Using Ghost Sidechain Compression Instead of your Kick Drum
Take control of your sidechain compression with the use of ghost triggers on your compressor’s input
If you’ve spent any time reading or watching electronic music production tutorials, it’s likely you’ll be familiar with the concept of sidechain compression. For the uninitiated, the process involves using your kick drum to temporarily decrease, or “duck” the level of another signal. This is common practice when it comes to mixing kick and bass, as the two elements compete for space in the bottom end of the frequency spectrum.
Sounds pretty simple, right? And it is, but there are some mixing and workflow limitations of straight-up sidechain compressing your actual kick to another element. In some cases, the solution is to use a ghost kick. In this chapter taken from his free Track Deconstruction course, George Smeddles explains how he applies ghost kicks to instill groove and feel in his productions.
How to Use Ghost Triggers for Sidechaining
As George mentions, there are a whole host of methods for applying this technique. He’s identified a method that works for him in Logic Pro, but what about Ableton? The process is the same, but the tools and routing will differ slightly.
At the crux of the technique, you duplicate your kick channel, with the duplicated channel becoming the ghost signal. You then set your compressor’s sidechain input as the ghost trigger, and mute its output. That way, you’re free to make changes to your kick independent of the signal that is triggering your sidechain compression, and vice versa.
Advantages to Using Ghost Sidechain Compression
If you’re wondering what the benefits of this approach are, then read on.
Sidechain compression is one of those processes that crosses over between a creative trick and a mixing technique. With traditional sidechaining, those two things can be at odds with one another. Using a ghost kick lets you separate the two processes. For example, let’s say you want to maintain ducking throughout a section of your track that has no audible kick drum. Using a ghost kick allows you to do that.
Using a ghost kick to trigger sidechain compression allows you to quickly and easily adjust the depth of ducking by adjusting the level of the ghost kick channel. Increasing the level of the ghost kick will trigger the compressor to respond more, resulting in a deeper level of ducking. Contrastingly, if you want to dial back the amount of sidechain compression, you can simply reduce the level of your ghost kick. Depending on your existing workflow and the tools you use, this might be a more intuitive way of refining your sidechaining settings without getting bogged down in ratios and thresholds.
With classic sidechaining, your kick is directly linked to the timing of the ducking, as well as the depth. Once again, the use of a ghost kick enables you to disconnect your audible kick with the ducking. In doing so, you can add some groove to your track, as George Smeddles discusses in the course clip above.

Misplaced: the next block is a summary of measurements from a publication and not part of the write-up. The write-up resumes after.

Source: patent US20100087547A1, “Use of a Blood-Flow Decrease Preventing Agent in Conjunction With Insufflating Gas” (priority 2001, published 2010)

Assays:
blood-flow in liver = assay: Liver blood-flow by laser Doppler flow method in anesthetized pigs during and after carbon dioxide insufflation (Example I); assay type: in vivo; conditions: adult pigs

There are many ways to achieve this. You can manually adjust the position of your ghost kicks on a grid, use a delay with 100% wet or if your DAW supports it, or offset the timing of the track containing your ghost kick.
Use Another Sample
In some instances, the ducking caused by your kick just doesn’t have the right shape and contour for the rest of your mix. Overly boomy and lengthy kicks can cause an unnaturally long ducking in your bassline that can really subtract from the energy of your low end. This is also problematic when using a kick to duck non-bass elements, such as a pad or vocal. You might just want to briefly decrease the level of an element in your mix in order to make room for the kick each time it sounds, without creating some huge audible French house-style pumping.
There are a number of ways to achieve this, which will depend partly on how you’ve added the kicks in your project, and partly on your DAW of choice. If you’ve written your kick pattern in MIDI, it’s as simple as duplicating the kick pattern then replacing your kick sample with something like a short, snappy hi hat or rimshot. Alternatively, you can duplicate the kick pattern then reduce the decay, sustain and release portion of the sample until you achieve the desired ducking shape. If you’ve written your kick pattern in audio and you use Ableton, you can use the DAW’s sample file replacement feature.
Want to dive a bit deeper into sampling? Check out this article.
Use a Synthesizer
To take the previous approach a step further, we can simply use a synthesizer to set our sidechain signal to be whatever shape we want. In this case, Ableton Live’s Operator is all we’ll need. We’ve simply taken the default sine wave preset and reduced the release time to 1ms. We now have a sound with a sustain level of 100% that starts and stops pretty much instantaneously.
Now, we just need to draw in MIDI notes according to the pattern, level and duration that we want to duck our sidechained signal with.
Once we’ve drawn in the pattern, we can go back to our synthesizer and tweak the attack, decay, sustain and release portions of the sidechain signal until we’re happy with the shape and feel of the resulting compression. We can even automate any of these parameters in order to support the arrangement of the track, for example automating a release time to get longer during a build up, then reducing it again at a drop or chorus.
These techniques or pointers should serve as a jumping off point for you to start experimenting with using sidechain signals other than your kick drum. As mentioned, sidechain compression began as a clever mixing technique for creating room in the low end of a mix, but it quickly became a stylistic choice for many producers that is still commonplace in contemporary music today.